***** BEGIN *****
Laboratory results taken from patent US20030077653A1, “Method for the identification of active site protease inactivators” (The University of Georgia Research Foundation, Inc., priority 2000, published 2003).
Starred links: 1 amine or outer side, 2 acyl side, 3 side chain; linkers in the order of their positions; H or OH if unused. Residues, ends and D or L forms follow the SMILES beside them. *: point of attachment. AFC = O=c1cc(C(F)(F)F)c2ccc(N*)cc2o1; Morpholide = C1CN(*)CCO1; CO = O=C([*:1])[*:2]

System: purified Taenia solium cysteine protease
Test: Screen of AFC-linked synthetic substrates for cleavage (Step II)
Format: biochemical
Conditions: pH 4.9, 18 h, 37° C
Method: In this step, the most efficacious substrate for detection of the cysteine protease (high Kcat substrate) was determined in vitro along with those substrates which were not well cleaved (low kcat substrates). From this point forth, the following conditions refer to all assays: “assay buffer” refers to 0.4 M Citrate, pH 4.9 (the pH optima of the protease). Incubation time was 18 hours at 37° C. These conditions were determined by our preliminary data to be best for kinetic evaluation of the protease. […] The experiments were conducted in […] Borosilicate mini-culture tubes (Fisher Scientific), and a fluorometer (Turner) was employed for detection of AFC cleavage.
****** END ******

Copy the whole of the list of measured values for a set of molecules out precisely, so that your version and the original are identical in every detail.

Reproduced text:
Laboratory results taken from patent US20030077653A1, “Method for the identification of active site protease inactivators” (The University of Georgia Research Foundation, Inc., priority 2000, published 2003).
Starred links: 1 amine or outer side, 2 acyl side, 3 side chain; linkers in the order of their positions; H or OH if unused. Residues, ends and D or L forms follow the SMILES beside them. *: point of attachment. AFC = O=c1cc(C(F)(F)F)c2ccc(N*)cc2o1; Morpholide = C1CN(*)CCO1; CO = O=C([*:1])[*:2]

System: purified Taenia solium cysteine protease
Test: Screen of AFC-linked synthetic substrates for cleavage (Step II)
Format: biochemical
Conditions: pH 4.9, 18 h, 37° C
Method: In this step, the most efficacious substrate for detection of the cysteine protease (high Kcat substrate) was determined in vitro along with those substrates which were not well cleaved (low kcat substrates). From this point forth, the following conditions refer to all assays: “assay buffer” refers to 0.4 M Citrate, pH 4.9 (the pH optima of the protease). Incubation time was 18 hours at 37° C. These conditions were determined by our preliminary data to be best for kinetic evaluation of the protease. […] The experiments were conducted in […] Borosilicate mini-culture tubes (Fisher Scientific), and a fluorometer (Turner) was employed for detection of AFC cleavage.